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Three Categories of Visitors Who can File a Premises Liability Lawsuit

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Slipping, tripping or falling is a very common accident in the US. Though the ones most prone to this type of accident are people aged 55 or older, it can happen to anyone and the results can be from bruises to the hand/s or arm/s to fractured bones or a spinal column injury.

Based on injury facts records of the National Safety Council (NSC), more than 8 million slip and fall accidents occur in the US every year. Some of their most common causes include: wet, oily, icy or slippery floors or surfaces; defective staircases; uneven, loose or broken floors, steps, sidewalks or stairs; unsecured rugs or carpets; and, hidden or tangled extension cords.

While one may immediately think that people who slip or fall should blame no one else except themselves (for being careless), in the mind of a Milwaukee accident attorney, the one at fault may actually be the owner of the property (a homeowner, the owner of a business establishment or a landlord) where the accident occurred.

Property owners, especially places that are open to the public, such as malls, hospitals, government offices, supermarkets, parking lots, playgrounds, swimming pool areas, restaurants, food courts, churches, etc., have the responsibility of keeping their premises free from risks of accident at all times, or they can face legal complaints, more specifically, premises liability lawsuit, from people who get injured while within their premise.

Premises liability is defined as a landowner’s accountability for certain injuries suffered by persons on his or her property where a defective or unsafe condition exists. More than just sustaining an injury due to slipping, tripping or falling, premises liability also includes in its scope injuries that are caused by falling objects, open excavations, electrocution, broken benches or chairs, and so forth.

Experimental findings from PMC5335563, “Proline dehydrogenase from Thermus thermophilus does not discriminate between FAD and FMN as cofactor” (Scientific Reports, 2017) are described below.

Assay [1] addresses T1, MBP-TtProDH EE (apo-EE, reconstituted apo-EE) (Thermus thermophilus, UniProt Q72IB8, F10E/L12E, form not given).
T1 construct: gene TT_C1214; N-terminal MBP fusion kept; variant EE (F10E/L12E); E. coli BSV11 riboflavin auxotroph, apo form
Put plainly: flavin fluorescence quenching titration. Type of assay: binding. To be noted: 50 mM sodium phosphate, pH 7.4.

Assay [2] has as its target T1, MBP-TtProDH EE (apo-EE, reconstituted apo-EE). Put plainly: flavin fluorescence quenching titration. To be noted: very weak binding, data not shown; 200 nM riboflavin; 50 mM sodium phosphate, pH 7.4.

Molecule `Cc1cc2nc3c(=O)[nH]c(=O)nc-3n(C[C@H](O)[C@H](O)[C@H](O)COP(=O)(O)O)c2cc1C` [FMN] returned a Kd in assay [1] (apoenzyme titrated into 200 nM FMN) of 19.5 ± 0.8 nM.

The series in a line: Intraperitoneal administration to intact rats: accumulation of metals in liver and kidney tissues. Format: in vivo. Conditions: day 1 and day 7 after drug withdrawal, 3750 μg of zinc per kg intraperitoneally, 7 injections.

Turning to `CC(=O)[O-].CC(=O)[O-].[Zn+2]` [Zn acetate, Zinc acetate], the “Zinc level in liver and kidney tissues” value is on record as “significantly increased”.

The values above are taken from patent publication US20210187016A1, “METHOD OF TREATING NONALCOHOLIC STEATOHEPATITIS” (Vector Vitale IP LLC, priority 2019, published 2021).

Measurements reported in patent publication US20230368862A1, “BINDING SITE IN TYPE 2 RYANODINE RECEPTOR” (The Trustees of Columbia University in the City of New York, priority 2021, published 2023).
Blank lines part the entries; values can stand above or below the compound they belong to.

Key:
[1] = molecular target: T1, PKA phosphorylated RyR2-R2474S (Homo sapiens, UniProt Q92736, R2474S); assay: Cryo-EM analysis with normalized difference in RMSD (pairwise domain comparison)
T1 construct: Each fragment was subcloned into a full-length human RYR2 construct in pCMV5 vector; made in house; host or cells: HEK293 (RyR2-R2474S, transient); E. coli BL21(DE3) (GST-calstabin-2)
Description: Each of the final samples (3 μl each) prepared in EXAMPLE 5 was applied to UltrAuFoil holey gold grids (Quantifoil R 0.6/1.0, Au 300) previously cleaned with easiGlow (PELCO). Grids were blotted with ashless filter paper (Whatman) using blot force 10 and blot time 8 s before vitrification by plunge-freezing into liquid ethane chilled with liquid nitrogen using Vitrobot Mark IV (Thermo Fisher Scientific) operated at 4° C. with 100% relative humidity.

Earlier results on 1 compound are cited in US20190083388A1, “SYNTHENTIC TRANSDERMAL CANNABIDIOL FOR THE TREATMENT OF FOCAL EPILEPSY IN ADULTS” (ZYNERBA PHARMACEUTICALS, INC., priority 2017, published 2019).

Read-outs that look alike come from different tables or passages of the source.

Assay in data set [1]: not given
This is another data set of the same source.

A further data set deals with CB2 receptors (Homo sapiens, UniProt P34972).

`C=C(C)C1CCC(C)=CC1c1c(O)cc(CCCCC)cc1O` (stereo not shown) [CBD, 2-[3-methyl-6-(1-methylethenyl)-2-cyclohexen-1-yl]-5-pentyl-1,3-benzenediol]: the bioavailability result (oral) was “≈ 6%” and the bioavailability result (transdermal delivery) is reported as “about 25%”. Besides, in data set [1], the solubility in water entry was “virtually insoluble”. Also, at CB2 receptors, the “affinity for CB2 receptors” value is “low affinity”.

Proof of ownership of property and breach of the duty of care or negligence on the part of the property owner in making sure that his or her property is kept from risks of accidents, are important factors for premises liability to apply. Thus, an injured person may have the legal right to seek compensation from the property owner whether he or she is:

  • An Invitee – a person (maybe a friend, a relative or a neighbor) who has a landowner’s expressed or implied permission to enter his or her property
  • A Licensee – a person, who has the landowner’s expressed or implied permission to enter the property, but who goes there for his or her own amusement or purpose, rather than for business purposes. Party guests, family friends, people who enter stores to ask about something or to retrieve something that they own, are examples of licensees
  • A Trespasser – a person who, actually, has no authority to be on the property.

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